This story was originally published on Dec. 5, 2013.
In June 1990, Atlanta officials prepped for a visit from someone who had suddenly become one of the world’s most beloved figures — Nelson Mandela.
Mandela, who had spent 27 years as a political martyr in South African prisons on charges of sabotage, had been released a few months earlier after intense public and political pressure from much of the world. He had become a universal symbol of peace and tolerance.
In Atlanta, dozens of banners were being printed to greet him. Hundreds of police officers were mobilized. He was chauffeured in an armored limousine provided by the U.S. State Department. It was a welcome befitting a head of state and a major coup for the city, the headquarters of the civil rights movement and birthplace of the Rev. Martin Luther King Jr.
Early on the morning of June 27, dozens of people — among them, Mayor Maynard Jackson, Gov. Joe Frank Harris, Coretta Scott King and the Rev. Joseph E. Lowery, who was then president of the Southern Christian Leadership Conference and chairman of the host committee — gathered at Hartsfield International Airport to greet Mandela’s chartered jet.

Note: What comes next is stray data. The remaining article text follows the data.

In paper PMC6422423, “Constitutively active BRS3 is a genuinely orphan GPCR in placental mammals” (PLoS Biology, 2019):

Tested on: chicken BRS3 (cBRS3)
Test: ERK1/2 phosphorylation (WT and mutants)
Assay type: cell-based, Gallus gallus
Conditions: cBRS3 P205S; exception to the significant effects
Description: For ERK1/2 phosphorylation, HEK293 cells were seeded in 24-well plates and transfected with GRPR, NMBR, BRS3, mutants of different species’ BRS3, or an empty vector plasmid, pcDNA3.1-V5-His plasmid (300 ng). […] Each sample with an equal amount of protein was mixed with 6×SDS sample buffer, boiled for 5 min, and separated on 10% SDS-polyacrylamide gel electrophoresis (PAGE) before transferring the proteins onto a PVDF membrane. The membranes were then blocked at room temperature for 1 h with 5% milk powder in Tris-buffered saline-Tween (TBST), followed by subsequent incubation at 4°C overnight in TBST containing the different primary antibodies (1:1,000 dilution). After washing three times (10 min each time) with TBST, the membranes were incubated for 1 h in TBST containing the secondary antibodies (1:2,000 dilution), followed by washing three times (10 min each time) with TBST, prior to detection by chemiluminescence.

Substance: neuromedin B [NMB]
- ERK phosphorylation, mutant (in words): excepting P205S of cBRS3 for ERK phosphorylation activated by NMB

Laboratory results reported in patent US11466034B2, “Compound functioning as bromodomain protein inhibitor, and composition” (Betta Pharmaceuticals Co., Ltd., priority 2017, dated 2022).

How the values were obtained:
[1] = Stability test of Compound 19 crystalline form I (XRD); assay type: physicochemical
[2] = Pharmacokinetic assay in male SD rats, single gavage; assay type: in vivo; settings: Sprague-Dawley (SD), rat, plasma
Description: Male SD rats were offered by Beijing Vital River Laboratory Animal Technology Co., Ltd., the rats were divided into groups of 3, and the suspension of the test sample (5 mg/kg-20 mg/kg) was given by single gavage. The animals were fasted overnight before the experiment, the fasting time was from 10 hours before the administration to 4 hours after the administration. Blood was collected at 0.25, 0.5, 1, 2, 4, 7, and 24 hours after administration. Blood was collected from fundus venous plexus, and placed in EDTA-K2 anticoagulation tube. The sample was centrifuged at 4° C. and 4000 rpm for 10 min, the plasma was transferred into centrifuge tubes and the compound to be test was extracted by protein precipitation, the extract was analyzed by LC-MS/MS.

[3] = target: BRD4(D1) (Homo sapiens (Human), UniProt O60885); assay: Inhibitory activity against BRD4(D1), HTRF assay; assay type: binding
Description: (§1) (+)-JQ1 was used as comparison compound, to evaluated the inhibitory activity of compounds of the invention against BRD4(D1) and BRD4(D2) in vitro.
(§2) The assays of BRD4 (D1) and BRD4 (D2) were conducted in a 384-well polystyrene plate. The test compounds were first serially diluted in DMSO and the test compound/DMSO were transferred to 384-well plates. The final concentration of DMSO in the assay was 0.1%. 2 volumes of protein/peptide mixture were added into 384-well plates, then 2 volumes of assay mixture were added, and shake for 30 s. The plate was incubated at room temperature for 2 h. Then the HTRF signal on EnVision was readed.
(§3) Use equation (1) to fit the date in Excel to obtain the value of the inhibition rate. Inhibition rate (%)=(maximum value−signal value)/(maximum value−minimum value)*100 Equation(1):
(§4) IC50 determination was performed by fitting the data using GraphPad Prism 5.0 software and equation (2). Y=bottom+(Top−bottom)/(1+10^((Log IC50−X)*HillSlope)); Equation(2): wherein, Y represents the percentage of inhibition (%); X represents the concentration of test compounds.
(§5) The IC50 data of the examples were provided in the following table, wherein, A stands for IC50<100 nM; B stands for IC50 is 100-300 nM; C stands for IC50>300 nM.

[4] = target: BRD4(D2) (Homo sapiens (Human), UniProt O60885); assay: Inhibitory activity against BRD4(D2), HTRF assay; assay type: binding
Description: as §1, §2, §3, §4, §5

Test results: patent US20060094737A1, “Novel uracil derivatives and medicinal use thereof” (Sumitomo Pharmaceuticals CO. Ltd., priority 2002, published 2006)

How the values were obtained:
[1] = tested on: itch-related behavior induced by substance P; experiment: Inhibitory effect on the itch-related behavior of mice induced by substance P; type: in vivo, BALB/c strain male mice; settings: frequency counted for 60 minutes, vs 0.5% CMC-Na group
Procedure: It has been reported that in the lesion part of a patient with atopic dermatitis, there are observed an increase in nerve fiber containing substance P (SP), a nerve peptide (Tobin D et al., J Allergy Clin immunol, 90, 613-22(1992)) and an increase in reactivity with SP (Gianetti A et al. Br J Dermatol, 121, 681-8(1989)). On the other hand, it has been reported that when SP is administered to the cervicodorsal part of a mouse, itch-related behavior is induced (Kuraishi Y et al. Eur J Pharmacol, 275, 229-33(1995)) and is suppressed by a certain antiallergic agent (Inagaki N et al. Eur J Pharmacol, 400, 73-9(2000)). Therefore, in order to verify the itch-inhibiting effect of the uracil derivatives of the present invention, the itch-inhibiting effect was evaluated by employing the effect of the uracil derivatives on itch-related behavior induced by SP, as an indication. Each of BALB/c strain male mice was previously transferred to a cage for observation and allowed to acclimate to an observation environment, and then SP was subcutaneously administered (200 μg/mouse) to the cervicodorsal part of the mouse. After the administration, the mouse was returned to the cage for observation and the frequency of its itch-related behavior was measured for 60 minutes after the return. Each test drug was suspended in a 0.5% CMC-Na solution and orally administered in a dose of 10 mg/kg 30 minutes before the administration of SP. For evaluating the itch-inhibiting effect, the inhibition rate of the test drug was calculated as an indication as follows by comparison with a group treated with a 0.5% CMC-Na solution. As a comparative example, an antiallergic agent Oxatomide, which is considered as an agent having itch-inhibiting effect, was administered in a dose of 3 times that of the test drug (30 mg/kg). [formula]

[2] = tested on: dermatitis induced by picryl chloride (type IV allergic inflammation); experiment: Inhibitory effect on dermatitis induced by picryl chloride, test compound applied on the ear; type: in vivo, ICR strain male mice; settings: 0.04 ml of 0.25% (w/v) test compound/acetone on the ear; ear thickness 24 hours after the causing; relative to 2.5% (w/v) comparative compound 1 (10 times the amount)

Mandela and his then-wife Winnie Mandela walked off the plane and down a red carpet.
Then the man who had been silenced for 27 years spoke.
“This is our first stop in the southern United States,” Mandela said. “The weather, the landscape, the warmth of the people evokes a memory for us of home. Unlike you, we are still under the grip of white supremacy. It is a great honor and pleasure to be where Martin Luther King Jr. was born and brought up. We look forward to paying our respects … and to meeting with some of the most illustrious daughters and sons of this city.”
“We welcome you home,” Mayor Jackson said.
Good over evil
Mandela, who died Thursday after a long battle with a recurring lung infection, had been in and out of the hospital since June 8. His lengthy illness had South Africans and the world on edge awaiting updates.
But 23 years ago, Mandela, who was released from prison on Feb. 11, 1990, was eager to spread his message of ending apartheid as part of an eight-city tour through America, where he had become a cult symbol, and was well on his way to cementing his place as an international leader.
Mandela’s trip to Atlanta was on the tail end of the American leg of a grueling six-week tour of Europe, North America and Africa. He arrived in Atlanta after spending the previous day meeting with President George H.W. Bush in the White House.
In New York City, he had been feted with a ticker-tape parade up Broadway and a concert at Yankee Stadium. In Detroit, he would meet Rosa Parks. In Los Angeles, he would be serenaded by Diana Ross. Cuban-American hecklers awaited him in Miami, upset with his defense of Fidel Castro.